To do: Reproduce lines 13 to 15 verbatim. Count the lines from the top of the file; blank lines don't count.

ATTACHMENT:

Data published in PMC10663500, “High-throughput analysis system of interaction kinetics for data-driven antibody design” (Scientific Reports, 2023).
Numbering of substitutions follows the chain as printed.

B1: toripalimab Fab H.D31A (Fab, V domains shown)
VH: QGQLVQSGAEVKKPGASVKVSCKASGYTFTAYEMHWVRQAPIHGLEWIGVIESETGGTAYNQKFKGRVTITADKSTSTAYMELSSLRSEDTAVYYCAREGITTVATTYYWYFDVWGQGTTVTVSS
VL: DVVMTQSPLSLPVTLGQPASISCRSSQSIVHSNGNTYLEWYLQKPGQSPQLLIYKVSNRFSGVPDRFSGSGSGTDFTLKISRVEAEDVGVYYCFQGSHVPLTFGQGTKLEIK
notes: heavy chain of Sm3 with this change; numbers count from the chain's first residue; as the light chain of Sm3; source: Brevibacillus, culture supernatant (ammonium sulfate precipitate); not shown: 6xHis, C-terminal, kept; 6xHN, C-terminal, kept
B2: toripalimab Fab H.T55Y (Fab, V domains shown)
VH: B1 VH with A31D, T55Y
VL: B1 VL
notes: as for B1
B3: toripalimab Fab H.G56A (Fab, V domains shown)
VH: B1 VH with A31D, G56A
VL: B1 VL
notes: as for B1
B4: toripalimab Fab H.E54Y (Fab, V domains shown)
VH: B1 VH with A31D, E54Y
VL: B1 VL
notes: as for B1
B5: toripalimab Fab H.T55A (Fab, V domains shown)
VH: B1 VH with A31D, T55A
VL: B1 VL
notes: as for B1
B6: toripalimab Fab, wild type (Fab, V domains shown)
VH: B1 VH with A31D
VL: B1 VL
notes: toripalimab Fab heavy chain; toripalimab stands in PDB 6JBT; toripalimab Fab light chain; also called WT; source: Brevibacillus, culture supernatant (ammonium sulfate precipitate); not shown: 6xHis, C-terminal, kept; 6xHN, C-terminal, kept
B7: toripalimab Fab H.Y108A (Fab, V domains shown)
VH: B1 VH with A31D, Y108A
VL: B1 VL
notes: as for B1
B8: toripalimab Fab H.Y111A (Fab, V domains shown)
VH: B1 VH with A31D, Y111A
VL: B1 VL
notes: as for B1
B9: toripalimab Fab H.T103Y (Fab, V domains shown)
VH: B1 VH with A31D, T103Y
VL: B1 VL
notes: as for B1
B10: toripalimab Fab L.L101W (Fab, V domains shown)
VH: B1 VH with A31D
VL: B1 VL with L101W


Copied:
VL: B1 VL
notes: as for B1
B4: toripalimab Fab H.E54Y (Fab, V domains shown)